Subject: biography, biology
German bacteriologist and a pioneer of chemotherapy who discovered the antibacterial effect of Prontosil, the first of the sulphonamide drugs. This important discovery led, in turn, to the development of a range of sulphonamide drugs effective against various bacterial diseases, such as pneumonia and puerperal fever, that previously had high mortality rates. For this achievement Domagk received many honours, including the 1939 Nobel Prize for Physiology or Medicine. At the time, however, Germans were forbidden by Adolf Hitler to accept such awards and Domagk did not receive his Nobel medal until 1947, by which time the prize money had reverted to the funds of the Nobel Foundation.
Domagk was born on 30 October 1895 in Lagow, Brandenburg (now in Poland), and studied medicine at Kiel University, graduating - after a period of military service during World War I - in 1921. In 1924 he became reader in pathology at the University of Griefswald then, in the following year, was appointed to a similar position at the University of Münster. In 1927 he accepted an invitation to direct research at the Laboratories for Experimental Pathology and Bacteriology of I G Farbenindustrie, Düsseldorf, a prominent German dye-making company. But he also remained on the staff of Münster University, which appointed him extraordinary professor of general pathology and pathological anatomy in 1928 and a professor in 1958. Domagk died on 24 April 1964 in Burgberg.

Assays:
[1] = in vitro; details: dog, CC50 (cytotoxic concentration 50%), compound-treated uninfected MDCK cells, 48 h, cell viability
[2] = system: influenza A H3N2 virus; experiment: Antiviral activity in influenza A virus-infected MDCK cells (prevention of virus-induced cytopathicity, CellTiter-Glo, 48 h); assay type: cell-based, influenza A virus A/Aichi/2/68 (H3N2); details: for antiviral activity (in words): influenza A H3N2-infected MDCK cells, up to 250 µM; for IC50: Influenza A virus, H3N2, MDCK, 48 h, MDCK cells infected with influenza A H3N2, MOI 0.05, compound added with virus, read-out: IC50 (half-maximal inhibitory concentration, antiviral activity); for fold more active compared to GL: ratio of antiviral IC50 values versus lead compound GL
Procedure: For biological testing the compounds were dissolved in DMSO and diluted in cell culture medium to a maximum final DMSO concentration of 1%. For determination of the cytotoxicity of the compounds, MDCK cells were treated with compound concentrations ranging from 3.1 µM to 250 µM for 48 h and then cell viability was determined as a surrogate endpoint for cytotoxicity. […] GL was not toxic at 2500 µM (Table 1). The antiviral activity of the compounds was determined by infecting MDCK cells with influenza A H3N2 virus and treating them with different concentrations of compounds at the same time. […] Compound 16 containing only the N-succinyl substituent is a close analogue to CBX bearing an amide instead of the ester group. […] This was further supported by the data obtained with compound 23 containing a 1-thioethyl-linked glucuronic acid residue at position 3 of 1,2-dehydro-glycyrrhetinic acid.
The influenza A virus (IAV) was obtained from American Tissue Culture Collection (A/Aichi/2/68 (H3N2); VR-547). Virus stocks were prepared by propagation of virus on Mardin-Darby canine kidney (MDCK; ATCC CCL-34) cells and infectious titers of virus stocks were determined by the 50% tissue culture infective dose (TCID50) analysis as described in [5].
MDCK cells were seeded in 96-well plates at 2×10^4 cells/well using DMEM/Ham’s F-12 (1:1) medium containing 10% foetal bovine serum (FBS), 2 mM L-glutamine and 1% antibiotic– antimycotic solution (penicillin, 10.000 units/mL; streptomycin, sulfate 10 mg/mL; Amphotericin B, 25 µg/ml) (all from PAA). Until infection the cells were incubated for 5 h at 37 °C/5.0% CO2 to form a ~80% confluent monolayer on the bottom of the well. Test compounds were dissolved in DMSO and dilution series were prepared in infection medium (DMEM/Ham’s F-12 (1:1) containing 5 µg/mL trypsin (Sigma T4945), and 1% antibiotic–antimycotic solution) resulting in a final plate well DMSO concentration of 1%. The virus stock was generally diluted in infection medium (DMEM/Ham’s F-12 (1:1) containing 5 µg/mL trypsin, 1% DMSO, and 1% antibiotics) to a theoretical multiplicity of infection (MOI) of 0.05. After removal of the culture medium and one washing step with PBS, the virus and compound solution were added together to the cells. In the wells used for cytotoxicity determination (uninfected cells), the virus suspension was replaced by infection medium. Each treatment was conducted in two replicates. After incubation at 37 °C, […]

Following Paul Ehrlich's discovery of antiprotozoon chemotherapeutic agents, considerable advances had been made in combating protozoon infections but bacterial infections still remained a major cause of death. While working for I G Farbenindustrie, Domagk began systematically to test the new azo dyes in an attempt to find an effective antibacterial agent. In 1932 his industrial colleagues synthesized a new azo dye called Prontosil red, which Domagk found was effective against streptococcal infections in mice. In 1935 he published his discovery, but it received little favourable response. In the following year, however, the British Medical Research Council confirmed his findings, and shortly afterwards the Pasteur Institute in Paris found that the sulphonilamide portion of the Prontosil molecule is responsible for its antibacterial action. (This latter was an important finding because sulphonilamide is much cheaper to produce than is Prontosil.) Meanwhile Domagk had demonstrated the effectiveness of Prontosil in combating bacterial infections in humans. His daughter had accidentally infected herself while working on the clinical trials of Prontosil and, after the failure of conventional treatments, Domagk had cured her with Prontosil.
From about 1938 other sulphonamide drugs were produced that were effective against a number of hitherto serious bacterial diseases, but antibiotics were discovered shortly afterwards and they came to replace sulphonamides as the normal drugs used to treat bacterial infections. Nevertheless, sulphonamides and chemotherapy were - and still are - of great value, particularly in the treatment of antibiotic-resistant infections. In 1946 Domagk and his co-workers found two compounds (eventually produced under the names of Conteben and Tibione) that, although rather toxic, proved useful in treating tuberculosis caused by antibiotic-resistant bacteria. Subsequently Domagk attempted to find chemotherapeutic agents for treating cancer, but was unsuccessful.
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